Though this year's stock market hasn't produced the same kind of explosive boom as 2013, the S&P 500 still hit an all-time high in early December. When the market continues to hit all-time high after all-time high, it can lead the average investor to believe that there are no cheap stocks Wall Street loves left to be bought.

But that's not necessarily the case. For example, we could define "cheap" stocks as those trading for a price-to-earnings-growth, or PEG, ratio of one or lower. And "stocks Wall Street loves" could simply be those with a high number of consensus "Buy" ratings.

If we use those as our criteria, then there might be more cheap stocks out there than you think, even in today's market. One of those stocks -- which is currently positioned in the middle of the Internet of Things -- is CalAmp (NASDAQ:CAMP).

What does the company do?
CalAmp has two business segments: Wireless DataCom and Satellite. The former is much larger than the latter, as it has pulled in roughly 80% of revenues and 87% of gross profits over the last six months.

For those who know the company well, Wireless DataCom's emergence as the key driver of growth should be no surprise. The division makes devices that allow machines to "talk to" other machines, or M2M communication. These machines are typically vehicles or large pieces of machinery.

Source: CalAmp

Wireless DataCom itself has two addressable markets. The first is in heavy machinery. Companies like Caterpillar (NYSE:CAT) use CalAmp's technology to monitor the performance of their vehicles, and let technicians know about potential mechanical problems before they happen -- resulting in significantly less down time, and happier customers.

The second major line of business for Wireless DataCom is user based insurance, or UBI. Though it might sound a little Big Brother-ish, insurance companies can offer lower premiums to customers who attach a CalAmp device and allow the insurance company to monitor a policyholder's driving behavior -- and adjust the premiums over time as they see fit.

Taken together, these two forces have combined to push CalAmp's revenue from Wireless DataCom from $99 million two-and-a-half years ago, to $197 million over the last twelve months--a growth rate of 32% per year.

What is the outlook?
CalAmp shareholders have endured a rough 2014. Since topping out at almost $34 per share in early March, shares have fallen 43%.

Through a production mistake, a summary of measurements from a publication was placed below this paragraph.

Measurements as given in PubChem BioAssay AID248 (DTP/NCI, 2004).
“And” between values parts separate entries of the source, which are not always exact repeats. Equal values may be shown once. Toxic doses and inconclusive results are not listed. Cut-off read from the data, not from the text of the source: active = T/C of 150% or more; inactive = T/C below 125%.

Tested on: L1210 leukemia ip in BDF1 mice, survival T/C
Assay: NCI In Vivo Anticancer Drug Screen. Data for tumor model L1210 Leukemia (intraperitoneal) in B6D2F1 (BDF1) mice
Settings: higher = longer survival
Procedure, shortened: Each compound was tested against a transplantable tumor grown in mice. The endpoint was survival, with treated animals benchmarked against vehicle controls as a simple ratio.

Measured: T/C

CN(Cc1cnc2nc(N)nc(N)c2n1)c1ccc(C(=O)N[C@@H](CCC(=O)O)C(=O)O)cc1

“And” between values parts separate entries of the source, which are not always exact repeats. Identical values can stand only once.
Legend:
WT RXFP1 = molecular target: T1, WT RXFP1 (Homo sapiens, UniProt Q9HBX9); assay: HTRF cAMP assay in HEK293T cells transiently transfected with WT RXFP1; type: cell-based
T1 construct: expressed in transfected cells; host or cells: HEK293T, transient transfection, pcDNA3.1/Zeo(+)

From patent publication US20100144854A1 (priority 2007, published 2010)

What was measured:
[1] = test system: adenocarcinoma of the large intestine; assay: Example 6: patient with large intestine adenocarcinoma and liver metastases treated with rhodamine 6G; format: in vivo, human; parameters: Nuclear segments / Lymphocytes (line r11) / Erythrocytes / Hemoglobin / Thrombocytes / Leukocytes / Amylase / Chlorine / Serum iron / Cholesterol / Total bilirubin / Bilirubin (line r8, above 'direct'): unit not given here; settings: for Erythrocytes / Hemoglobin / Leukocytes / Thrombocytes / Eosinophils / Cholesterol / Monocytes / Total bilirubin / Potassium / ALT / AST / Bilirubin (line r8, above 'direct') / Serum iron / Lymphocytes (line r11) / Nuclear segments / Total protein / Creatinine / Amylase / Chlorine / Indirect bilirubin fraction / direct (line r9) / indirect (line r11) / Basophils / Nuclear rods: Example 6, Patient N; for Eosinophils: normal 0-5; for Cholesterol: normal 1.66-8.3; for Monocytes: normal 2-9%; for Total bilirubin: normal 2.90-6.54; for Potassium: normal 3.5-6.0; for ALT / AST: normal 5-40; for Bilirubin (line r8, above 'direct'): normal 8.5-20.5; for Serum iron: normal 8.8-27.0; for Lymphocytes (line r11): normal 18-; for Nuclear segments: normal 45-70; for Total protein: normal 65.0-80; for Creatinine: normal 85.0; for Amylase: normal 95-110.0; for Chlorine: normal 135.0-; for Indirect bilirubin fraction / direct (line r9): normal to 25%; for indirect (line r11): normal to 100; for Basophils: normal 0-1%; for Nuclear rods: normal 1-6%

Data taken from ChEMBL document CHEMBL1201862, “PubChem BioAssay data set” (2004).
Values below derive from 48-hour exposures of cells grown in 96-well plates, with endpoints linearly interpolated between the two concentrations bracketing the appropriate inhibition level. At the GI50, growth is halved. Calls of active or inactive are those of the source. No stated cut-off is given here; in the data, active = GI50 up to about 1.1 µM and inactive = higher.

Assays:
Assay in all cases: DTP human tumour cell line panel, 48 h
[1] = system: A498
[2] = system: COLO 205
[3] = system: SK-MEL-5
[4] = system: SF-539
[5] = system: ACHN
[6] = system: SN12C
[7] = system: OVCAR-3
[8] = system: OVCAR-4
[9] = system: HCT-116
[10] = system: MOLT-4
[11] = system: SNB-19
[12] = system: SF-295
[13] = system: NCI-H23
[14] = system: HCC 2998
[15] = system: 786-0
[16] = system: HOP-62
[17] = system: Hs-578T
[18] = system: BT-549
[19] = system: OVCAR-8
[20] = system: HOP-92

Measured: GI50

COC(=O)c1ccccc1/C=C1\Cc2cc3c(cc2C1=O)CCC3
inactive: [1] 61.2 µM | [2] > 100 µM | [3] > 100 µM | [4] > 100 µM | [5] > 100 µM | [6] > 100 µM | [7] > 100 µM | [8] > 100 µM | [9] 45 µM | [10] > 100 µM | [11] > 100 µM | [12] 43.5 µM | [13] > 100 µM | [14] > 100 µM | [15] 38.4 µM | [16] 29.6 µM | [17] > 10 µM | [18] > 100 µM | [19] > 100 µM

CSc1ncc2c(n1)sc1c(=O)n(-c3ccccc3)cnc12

Much of that fall occurred in April when the company's quarterly earnings came in below expectations, and the company's guidance came in lower than analysts hoped. That trend continued in July, when the company beat expectations, but once again disappointed with guidance.

As of early December, the company has a PEG that's just slightly above one--meaning that it is fairly priced--and is considered a "Strong Buy" when averaged across the nine analysts following the company. Taken together, these analysts have a mean price target of $26.33, which would represent a 37% upside on today's prices.

What investors need to know
I won't be able to dive too deep into the nuts and bolts of the business in just one article, but there are a few key things investors need to know before deciding if they want to continue their research into CalAmp.

First, this is still a relatively small company, with a market cap of less than $1 billion. CalAmp is going after some rather large customers, especially in heavy machinery, and the timing of contracts being signed and executed can make revenue look very lumpy.

Second, CalAmp has a huge opportunity in front of it with UBI. The economic incentive for insurance companies and policy-owners to lower their premiums is very high, and there's an enormous market to be had if the idea catches on. In fact, the National Association of Insurance Commissioners recently stated that, "UBI is poised for rapid growth in the U.S., with many experts predicting that up to 20 percent of all vehicle insurance in the U.S. will incorporate some form of UBI within five years."

That being said, the Internet of Things is still in its infancy, and CalAmp will have to prove the value of its service to the UBI market before the company can really reach its potential. One of the biggest risks that investors need to keep an eye on is whether or not the company's first-mover advantage is really sustainable. 

There are a number of companies out there focusing on M2M technology, and if CalAmp isn't smart about forming partnerships--especially in the insurance industry--it could be low-hanging fruit for a competitor to grab.

Brian Stoffel has no position in any stocks mentioned. The Motley Fool recommends CalAmp. Try any of our Foolish newsletter services free for 30 days. We Fools may not all hold the same opinions, but we all believe that considering a diverse range of insights makes us better investors. The Motley Fool has a disclosure policy.